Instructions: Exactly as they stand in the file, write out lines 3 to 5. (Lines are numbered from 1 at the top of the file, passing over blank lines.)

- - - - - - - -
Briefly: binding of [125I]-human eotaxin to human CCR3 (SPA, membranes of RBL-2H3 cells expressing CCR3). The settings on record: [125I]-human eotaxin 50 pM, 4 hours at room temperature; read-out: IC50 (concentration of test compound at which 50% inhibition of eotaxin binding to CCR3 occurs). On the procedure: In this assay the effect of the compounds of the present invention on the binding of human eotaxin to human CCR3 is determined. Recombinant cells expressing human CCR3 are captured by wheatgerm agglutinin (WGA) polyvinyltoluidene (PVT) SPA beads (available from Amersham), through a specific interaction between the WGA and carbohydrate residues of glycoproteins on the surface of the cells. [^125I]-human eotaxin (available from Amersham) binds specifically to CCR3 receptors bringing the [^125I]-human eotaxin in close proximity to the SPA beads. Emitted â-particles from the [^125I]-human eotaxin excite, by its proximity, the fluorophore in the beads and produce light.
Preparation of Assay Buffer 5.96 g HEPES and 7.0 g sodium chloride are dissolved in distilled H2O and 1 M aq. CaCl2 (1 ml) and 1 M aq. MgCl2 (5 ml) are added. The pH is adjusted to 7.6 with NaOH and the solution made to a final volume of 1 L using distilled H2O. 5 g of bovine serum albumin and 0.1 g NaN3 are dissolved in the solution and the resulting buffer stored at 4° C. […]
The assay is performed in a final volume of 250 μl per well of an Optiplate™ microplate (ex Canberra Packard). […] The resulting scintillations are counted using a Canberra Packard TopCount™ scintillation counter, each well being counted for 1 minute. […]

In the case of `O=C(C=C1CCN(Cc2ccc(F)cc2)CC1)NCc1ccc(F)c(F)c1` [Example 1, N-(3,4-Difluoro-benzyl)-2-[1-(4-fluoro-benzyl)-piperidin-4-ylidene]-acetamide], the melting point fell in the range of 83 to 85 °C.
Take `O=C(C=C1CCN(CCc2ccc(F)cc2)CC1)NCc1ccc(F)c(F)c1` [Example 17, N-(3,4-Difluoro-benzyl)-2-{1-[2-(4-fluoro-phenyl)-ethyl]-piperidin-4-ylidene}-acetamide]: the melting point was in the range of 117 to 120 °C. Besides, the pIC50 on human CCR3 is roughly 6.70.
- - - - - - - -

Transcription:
The assay is performed in a final volume of 250 μl per well of an Optiplate™ microplate (ex Canberra Packard). […] The resulting scintillations are counted using a Canberra Packard TopCount™ scintillation counter, each well being counted for 1 minute. […]

In the case of `O=C(C=C1CCN(Cc2ccc(F)cc2)CC1)NCc1ccc(F)c(F)c1` [Example 1, N-(3,4-Difluoro-benzyl)-2-[1-(4-fluoro-benzyl)-piperidin-4-ylidene]-acetamide], the melting point fell in the range of 83 to 85 °C.
Take `O=C(C=C1CCN(CCc2ccc(F)cc2)CC1)NCc1ccc(F)c(F)c1` [Example 17, N-(3,4-Difluoro-benzyl)-2-{1-[2-(4-fluoro-phenyl)-ethyl]-piperidin-4-ylidene}-acetamide]: the melting point was in the range of 117 to 120 °C. Besides, the pIC50 on human CCR3 is roughly 6.70.